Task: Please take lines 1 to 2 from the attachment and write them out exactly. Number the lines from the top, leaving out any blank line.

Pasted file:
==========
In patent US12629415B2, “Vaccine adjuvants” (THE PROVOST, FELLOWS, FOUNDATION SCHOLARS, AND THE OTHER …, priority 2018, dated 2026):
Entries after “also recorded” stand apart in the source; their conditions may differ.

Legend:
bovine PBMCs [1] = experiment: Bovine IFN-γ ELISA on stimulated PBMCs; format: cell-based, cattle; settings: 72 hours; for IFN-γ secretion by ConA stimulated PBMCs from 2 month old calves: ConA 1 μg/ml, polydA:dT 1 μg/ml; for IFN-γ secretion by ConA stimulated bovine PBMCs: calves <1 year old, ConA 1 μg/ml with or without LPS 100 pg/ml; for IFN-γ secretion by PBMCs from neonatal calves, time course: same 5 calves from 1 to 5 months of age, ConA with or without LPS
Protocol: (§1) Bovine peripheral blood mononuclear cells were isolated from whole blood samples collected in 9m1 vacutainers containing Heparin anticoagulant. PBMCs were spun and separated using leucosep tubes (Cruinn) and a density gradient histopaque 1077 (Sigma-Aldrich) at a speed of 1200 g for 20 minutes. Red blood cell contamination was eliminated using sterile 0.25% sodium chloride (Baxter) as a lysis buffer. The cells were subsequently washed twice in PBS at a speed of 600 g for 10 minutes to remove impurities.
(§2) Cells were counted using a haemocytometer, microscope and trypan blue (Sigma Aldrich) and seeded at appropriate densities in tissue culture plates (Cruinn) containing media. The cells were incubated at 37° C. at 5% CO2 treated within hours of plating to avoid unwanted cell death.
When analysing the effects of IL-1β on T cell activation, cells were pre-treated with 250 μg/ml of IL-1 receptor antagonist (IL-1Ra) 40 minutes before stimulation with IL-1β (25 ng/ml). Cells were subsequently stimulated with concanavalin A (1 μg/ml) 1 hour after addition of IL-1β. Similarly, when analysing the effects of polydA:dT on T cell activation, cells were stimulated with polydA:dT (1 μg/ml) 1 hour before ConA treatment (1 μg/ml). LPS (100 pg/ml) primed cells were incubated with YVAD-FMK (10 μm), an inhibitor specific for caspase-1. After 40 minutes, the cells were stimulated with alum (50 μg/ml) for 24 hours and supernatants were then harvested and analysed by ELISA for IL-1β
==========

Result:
In patent US12629415B2, “Vaccine adjuvants” (THE PROVOST, FELLOWS, FOUNDATION SCHOLARS, AND THE OTHER …, priority 2018, dated 2026):
Entries after “also recorded” stand apart in the source; their conditions may differ.